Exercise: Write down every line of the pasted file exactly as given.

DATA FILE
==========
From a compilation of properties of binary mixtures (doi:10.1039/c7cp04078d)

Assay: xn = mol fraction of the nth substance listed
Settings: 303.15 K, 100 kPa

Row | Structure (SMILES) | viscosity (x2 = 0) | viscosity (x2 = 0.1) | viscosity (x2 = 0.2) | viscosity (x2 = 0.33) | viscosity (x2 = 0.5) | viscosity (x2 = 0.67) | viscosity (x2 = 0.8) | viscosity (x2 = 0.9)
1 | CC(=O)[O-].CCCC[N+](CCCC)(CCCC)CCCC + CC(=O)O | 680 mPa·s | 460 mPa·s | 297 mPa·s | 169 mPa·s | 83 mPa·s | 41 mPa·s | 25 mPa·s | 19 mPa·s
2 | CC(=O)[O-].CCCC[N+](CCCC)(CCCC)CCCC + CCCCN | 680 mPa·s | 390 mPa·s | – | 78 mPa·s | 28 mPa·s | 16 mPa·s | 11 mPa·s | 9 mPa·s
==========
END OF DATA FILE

From a compilation of properties of binary mixtures (doi:10.1039/c7cp04078d)

Assay: xn = mol fraction of the nth substance listed
Settings: 303.15 K, 100 kPa

Row | Structure (SMILES) | viscosity (x2 = 0) | viscosity (x2 = 0.1) | viscosity (x2 = 0.2) | viscosity (x2 = 0.33) | viscosity (x2 = 0.5) | viscosity (x2 = 0.67) | viscosity (x2 = 0.8) | viscosity (x2 = 0.9)
1 | CC(=O)[O-].CCCC[N+](CCCC)(CCCC)CCCC + CC(=O)O | 680 mPa·s | 460 mPa·s | 297 mPa·s | 169 mPa·s | 83 mPa·s | 41 mPa·s | 25 mPa·s | 19 mPa·s
2 | CC(=O)[O-].CCCC[N+](CCCC)(CCCC)CCCC + CCCCN | 680 mPa·s | 390 mPa·s | – | 78 mPa·s | 28 mPa·s | 16 mPa·s | 11 mPa·s | 9 mPa·s